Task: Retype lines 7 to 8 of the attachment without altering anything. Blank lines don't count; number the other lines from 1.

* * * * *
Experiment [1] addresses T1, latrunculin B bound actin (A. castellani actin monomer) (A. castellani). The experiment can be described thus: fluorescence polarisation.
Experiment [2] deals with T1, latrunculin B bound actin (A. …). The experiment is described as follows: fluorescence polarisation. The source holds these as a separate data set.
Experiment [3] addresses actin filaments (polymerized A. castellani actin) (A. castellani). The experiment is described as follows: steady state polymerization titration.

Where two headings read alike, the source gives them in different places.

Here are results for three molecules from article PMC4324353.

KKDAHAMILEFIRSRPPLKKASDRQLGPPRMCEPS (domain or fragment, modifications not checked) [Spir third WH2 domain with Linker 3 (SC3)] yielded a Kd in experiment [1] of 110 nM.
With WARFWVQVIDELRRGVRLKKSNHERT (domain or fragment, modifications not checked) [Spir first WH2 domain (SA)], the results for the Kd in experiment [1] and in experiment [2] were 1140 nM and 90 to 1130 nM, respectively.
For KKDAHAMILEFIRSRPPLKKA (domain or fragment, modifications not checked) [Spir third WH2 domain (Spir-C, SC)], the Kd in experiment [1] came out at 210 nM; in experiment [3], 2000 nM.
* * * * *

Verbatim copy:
With WARFWVQVIDELRRGVRLKKSNHERT (domain or fragment, modifications not checked) [Spir first WH2 domain (SA)], the results for the Kd in experiment [1] and in experiment [2] were 1140 nM and 90 to 1130 nM, respectively.
For KKDAHAMILEFIRSRPPLKKA (domain or fragment, modifications not checked) [Spir third WH2 domain (Spir-C, SC)], the Kd in experiment [1] came out at 210 nM; in experiment [3], 2000 nM.